1. The Bridezilla.

Bridezilla is so obsessed with her wedding that she falls out with everyone and almost doesn't marry the fuddled groom, who almost has a lucky escape. Soon after the wedding is over, Bridezilla is horrified to discover that she is married and living on a small housing estate and No One is Looking At Her. Divorce follows soon after, with the promise of another wedding on the horizon. Cinders factor: 10 out of 10 - obsessing about Your Big Day and forgetting about real life.

2. The Shopaholic

The Shopaholic is now slightly out of date due to the Global Financial Crisis, but this isn't going to stop her. She is seeking a transformation via the medium of shopping bags. She shops till she drops, she flexes the plastic, she is a girl on a mission. She never wears anything twice. (Or, ideally, once.) Perfection is a dress folded in tissue; imperfection is putting it on. Cinders factor - Nine out of ten. Confusing a Barclaycard with a Fairy Godmother.

3. The Daily Mail victim

The Daily Mail is a newspaper devoted to the subjugation of women. It does this in a number of devious ways, but the main tactic is Bikinis. Women must be 'bikini ready' for the beach, and those who are on the beach must be 'camera ready' for the prying lenses of the paparazzi. If your make over isn't sufficiently rigorous - and you are a famous woman - they will find you and they will punish you. The Mail usually has at least 10 photos of celebrity cellulite on any given day. (Cellulite only happens to women, apparently.) Cinders factor - Nine out of ten - the Daily Mail is a 21st century Ugly Sister.

Thursday, 11 July 2013

Book of the month: Restoration

July seems like a good time to bring in a new idea, being as far as possible from January and therefore a Midyear Resolution. From now on I will be attempting to write about a historical novel every month.

No promises of topicality - I will just include whatever I happen to have read and liked. I won't review books I hate (and there are a few of these). Which means I won't be attempting anything worthy of the Hatchet Job of the Year Award In my experience, it is easier to enjoy a frisson of schadenfreude when reading terrible reviews if you aren't yourself in the business of producing work that could be given similar treatment.

My first review will look at Restoration, by Rose Tremain. It has been on my radar for years, asking to be read. I resisted because - like many people - I thought that historical fiction was a bit National Trusty, politely retrograde, irrelevant. I thought that characters in historical fiction were like pretty puppets, prancing about having bogus emotions. I can't stand clunking wish-fulfilment hist-fic, in which fancy dress and fancy stuff rules. I'm deliberately seeking out historical novels which offer something different.

But the best historical novels are filled with complex, believable characters. Restoration is one of these. Robert Merivel, the protagonist, is as eccentric and vividly realised any character in Dickens. He is an unheroic hero, absurdly comic and often wracked with emotion. At the start of the story he is an ambitious but slipshod physician who accidentally cures Charles II favourite spaniel. Overjoyed, the king makes him surgeon to all the royal dogs. When Merivel is established at Court, Charles arranges a marriage of convenience between Merivel and Celia Clemence, one of the royal mistresses. Celia's dowry includes Bidnold, a splendid house and estate in Norfolk. Part of the deal is that Merivel lives there alone, while Celia is installed in a house in Kew, where the king visits her secretly.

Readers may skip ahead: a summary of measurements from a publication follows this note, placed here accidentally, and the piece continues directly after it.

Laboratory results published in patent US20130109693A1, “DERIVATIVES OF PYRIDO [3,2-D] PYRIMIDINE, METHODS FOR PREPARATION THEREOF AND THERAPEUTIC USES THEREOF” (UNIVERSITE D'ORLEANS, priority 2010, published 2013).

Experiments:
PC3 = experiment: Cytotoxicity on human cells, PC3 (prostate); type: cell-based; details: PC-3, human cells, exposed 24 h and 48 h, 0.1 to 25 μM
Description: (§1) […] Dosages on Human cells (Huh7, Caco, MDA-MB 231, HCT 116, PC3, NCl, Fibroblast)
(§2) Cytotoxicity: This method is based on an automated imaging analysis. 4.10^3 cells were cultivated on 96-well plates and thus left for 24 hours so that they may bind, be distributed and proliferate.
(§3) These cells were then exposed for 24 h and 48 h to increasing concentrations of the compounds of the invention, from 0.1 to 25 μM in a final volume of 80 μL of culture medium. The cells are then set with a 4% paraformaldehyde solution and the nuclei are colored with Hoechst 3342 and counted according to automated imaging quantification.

All this is fine, and enables Merivel to play at being a painter and great landowner. (Appearance, superficiality and deception are recurring themes in the book.) But everything unravels when Celia comes to live at Bidnold after irritating the king. Merivel is increasingly smitten by her and makes a drunken advance to her one night, with disastrous results.

Though Merivel is dazzled by Celia, his true love object is Charles II. Not that there is anything sexual in this - Merivel is rampantly heterosexual, like his rakish monarch. But it is Charles who inspires his truest and most painful devotion, and the highs and lows of his relationship with Charles provide the tension and plot structure for the novel. The counter-weight to his rather undignified devotion to the king is his close friendship with Pearce, a dour Quaker who is loyal to Merivel but highly critical of his foolishness.

Tremain has more interest in her male characters than her female creations -  the same is true of her later novel, Music and Silence. Merivel is flawed but endearing: vain, childish, excitable and selfish. But he is also sensitive, loyal, passionate (about people, his horse and Bidnold) and has a powerful sense of his own weakness and absurdity. (The word which most readily comes to mind is 'hapless'.)

Charles is also a complex, beguiling character - he is capricious, easily bored, impulsive and ultimately ruthless and distant. He seems to take delight in Merivel's company, but spies on him to make sure that Merivel is not sleeping with Celia, and treats him with cold disdain when he tries to seduce her. He has absolute belief in his dominance and preeminence as monarch, and his superiority to other human beings.

Celia is a cypher in comparison, cool and pretty and a continuing mystery to Merivel. Most of the other women are variously needy or raunchy sex interests, a bawdy backdrop. But this is Merivel's story, and on that basis the novel works brilliantly.

Tremain also evokes the seventeenth century setting with tremendous style and energy, from the bustling London streets to the quiet haven of a Quaker community, and from the elegance of Bidnold to Merivel's parents' little house, which is consumed by fire.

The novel's main flaw, I think, is that time is handled awkwardly. It's a first-person narrative which is not a journal, and not written in Merivel's old age, but close to the action; a day later, two days later, maybe more than this. The way this shifts around can make the tense and our relation to the action confusing and disorientating. It may be that Tremain intended to disorientate and unsettle the reader, but I found the device distracted me from the story.

However, this is a small issue in such a dramatic and emotionally satisfying novel. It's also a tremendous entertainment, a tour de force: a seventeenth century bromance with wigs and feather hats.